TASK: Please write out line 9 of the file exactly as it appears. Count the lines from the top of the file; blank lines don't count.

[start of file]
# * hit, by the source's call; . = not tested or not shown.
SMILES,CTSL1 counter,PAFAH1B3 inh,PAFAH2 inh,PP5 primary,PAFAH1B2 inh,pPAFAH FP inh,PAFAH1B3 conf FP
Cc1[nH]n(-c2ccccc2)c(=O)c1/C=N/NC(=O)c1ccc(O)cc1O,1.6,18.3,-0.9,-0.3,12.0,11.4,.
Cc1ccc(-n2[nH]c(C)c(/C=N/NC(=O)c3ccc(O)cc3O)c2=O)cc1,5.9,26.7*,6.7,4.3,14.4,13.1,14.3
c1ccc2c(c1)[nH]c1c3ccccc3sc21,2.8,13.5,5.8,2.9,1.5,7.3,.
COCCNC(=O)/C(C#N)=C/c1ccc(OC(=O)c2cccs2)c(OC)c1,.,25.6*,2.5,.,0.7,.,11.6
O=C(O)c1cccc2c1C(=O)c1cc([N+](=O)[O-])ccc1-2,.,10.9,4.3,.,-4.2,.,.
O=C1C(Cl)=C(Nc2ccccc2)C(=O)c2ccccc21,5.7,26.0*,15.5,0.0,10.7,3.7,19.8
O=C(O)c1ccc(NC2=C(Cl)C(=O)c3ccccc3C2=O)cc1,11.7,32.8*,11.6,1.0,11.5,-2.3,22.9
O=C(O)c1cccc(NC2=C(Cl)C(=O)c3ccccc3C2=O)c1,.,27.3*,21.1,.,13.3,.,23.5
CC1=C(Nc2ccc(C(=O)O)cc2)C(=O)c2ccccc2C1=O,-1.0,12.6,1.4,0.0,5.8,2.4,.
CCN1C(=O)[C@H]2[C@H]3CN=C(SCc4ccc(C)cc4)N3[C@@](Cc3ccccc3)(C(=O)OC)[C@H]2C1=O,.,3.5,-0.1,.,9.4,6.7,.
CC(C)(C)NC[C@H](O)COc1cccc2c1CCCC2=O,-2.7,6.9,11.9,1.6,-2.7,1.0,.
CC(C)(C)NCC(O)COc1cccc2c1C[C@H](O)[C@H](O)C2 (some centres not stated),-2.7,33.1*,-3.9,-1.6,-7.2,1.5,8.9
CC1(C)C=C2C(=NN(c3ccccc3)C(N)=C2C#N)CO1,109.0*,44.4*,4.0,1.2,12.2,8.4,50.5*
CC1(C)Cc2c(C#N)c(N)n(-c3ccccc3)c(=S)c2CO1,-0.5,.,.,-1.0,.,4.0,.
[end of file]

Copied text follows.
O=C(O)c1ccc(NC2=C(Cl)C(=O)c3ccccc3C2=O)cc1,11.7,32.8*,11.6,1.0,11.5,-2.3,22.9